What’s Best for the Client
By Isabelle M. Denton
Sit and talk with Jean Baley about her role as chief compliance officer at Landaas & Company, and she will not begin by telling you all the rules and regulations she must know and work with. The first thing she will talk about is her passion for working as an advocate for clients. You will hear Jean say repeatedly, “What is best for the client is what is best for the firm. They work hand in hand.”
Jean has been with Landaas & Company for 22 years. She is one of several employees who started as receptionist and worked her way up. She now maintains four regulatory licenses.
Jean was receptionist for six months before becoming Bob Landaas’s assistant. From that role, she became the chief compliance officer in 1999 when Landaas & Company became a registered securities broker and dealer.
As compliance officer, Jean is responsible for ensuring the company’s policies and procedures comply with laws and regulations associated with investment banking. “I understand the rules and I am here to make sure they are followed,” Jean says – not just to comply with the regulations but to benefit the clients.
Jean works daily with the Financial Industry Regulatory Authority, the largest regulator of securities firms in the United States. FINRA’s mission is “to protect American investors by making sure the securities industry operates fairly and honestly.”
A number of Landaas & Company staff began at the firm as receptionists – welcoming clients by phone and in person and directing them to the assistance they need. Among them are associates Kristi Bobber, Lexie Kobin and Christine Crawley and Jean Baley, who’s senior vice president and chief compliance officer.
“As a receptionist, you get to know the clients’ voices. You begin to have friendly conversations as time goes on,” Jean says. “As a result, you are able to quickly discern what their needs are and quite often help in the easiest ways. As you begin to know more clients and learn more about the business, it’s easy to see why you want to learn more and more therefore helping clients more as well as the firm. The progression just seems natural.”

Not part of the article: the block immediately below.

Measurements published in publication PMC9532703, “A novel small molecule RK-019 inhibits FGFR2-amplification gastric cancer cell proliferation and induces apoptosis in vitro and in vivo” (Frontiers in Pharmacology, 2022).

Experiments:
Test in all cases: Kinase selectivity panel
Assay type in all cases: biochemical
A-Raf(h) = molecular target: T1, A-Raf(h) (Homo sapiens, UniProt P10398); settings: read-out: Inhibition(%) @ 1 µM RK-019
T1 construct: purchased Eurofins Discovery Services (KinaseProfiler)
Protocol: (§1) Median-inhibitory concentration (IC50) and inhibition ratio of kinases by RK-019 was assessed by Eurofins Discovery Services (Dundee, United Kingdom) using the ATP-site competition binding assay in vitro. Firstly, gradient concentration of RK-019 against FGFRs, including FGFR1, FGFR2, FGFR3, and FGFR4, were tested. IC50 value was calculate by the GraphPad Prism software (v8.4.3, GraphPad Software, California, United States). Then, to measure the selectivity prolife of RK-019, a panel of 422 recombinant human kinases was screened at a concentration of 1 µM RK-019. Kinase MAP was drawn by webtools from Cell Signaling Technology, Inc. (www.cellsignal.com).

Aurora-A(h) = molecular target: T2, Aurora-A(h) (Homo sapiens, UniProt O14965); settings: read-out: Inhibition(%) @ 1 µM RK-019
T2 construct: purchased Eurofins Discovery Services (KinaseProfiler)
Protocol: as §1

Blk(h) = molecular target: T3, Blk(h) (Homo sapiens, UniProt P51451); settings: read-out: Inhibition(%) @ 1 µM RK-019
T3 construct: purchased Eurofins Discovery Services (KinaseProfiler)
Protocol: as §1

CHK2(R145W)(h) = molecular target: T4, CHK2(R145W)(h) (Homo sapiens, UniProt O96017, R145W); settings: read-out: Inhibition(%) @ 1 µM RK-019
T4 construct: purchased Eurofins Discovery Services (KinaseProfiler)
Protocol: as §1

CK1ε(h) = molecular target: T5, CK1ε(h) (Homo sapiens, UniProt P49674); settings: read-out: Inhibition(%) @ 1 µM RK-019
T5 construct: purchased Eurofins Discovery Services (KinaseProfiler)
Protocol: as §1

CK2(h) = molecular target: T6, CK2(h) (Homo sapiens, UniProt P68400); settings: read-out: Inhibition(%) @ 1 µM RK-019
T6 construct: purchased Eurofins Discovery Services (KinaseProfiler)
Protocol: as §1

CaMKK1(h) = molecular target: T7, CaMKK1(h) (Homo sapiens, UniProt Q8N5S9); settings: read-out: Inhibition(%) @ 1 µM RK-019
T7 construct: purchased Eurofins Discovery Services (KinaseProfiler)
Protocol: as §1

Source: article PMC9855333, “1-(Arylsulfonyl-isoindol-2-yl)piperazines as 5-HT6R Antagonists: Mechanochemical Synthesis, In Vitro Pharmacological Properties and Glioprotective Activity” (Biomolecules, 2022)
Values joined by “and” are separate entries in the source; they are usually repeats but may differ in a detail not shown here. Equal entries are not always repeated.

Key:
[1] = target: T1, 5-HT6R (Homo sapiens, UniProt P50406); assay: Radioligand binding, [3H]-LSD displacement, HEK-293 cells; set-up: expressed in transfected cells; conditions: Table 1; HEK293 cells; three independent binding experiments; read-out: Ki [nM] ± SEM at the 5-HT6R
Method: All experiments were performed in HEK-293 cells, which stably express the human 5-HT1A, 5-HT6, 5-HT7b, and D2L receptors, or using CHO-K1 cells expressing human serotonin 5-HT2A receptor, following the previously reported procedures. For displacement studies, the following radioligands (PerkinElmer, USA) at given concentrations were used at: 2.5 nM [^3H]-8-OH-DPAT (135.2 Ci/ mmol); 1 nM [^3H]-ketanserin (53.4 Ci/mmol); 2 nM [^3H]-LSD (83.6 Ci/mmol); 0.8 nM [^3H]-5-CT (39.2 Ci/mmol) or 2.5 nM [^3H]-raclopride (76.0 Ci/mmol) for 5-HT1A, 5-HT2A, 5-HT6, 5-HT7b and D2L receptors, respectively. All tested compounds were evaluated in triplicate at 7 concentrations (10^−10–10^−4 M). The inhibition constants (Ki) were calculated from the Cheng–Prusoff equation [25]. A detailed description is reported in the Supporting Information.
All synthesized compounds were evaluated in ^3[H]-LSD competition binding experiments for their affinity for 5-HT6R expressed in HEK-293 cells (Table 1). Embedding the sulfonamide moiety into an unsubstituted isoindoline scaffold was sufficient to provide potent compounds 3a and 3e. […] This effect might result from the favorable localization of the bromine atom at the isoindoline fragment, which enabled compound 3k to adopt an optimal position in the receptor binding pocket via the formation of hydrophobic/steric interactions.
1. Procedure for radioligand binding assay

At a recent all-staff meeting, Jean reported back on the 2011 FINRA spring conference, which she attended in Washington, D.C. Topics ranged from new rules and standards to expect, to warnings on the use of social media and the risks associated with it.
Jean shows a passion for clients and a drive to make sure everyone in the company is always working in the best interest of clients. She oversees everything that is done with every single client. Throughout the course of one day, she reads anywhere from 280 to 400 email messages. She specifically checks over each of around 100 trades a day for accuracy. She reviews clients’ objectives to make certain their portfolios have been set up appropriately, given their age and financial goals. As she reviews, Jean checks to make sure that everything done at Landaas & Company is both ethical and practical.
“I have never once doubted that everyone here is working to do what is in the best interest for our clients,” Jean says.
“The key is that Jean holds brokers to higher standards than FINRA says,” Bob Landaas explains. “We’re one of the few major brokerage firms that have never been to arbitration with a customer.”
“We are very fortunate,” Jean says of the firm’s impeccable record. “I do not know if that is a direct result of what I do here, but I do hope I am a big help.”
Isabelle Denton is an intern at Landaas & Company. She is a senior at Marquette University majoring in finance and international business.
(initially posted June 22, 2011)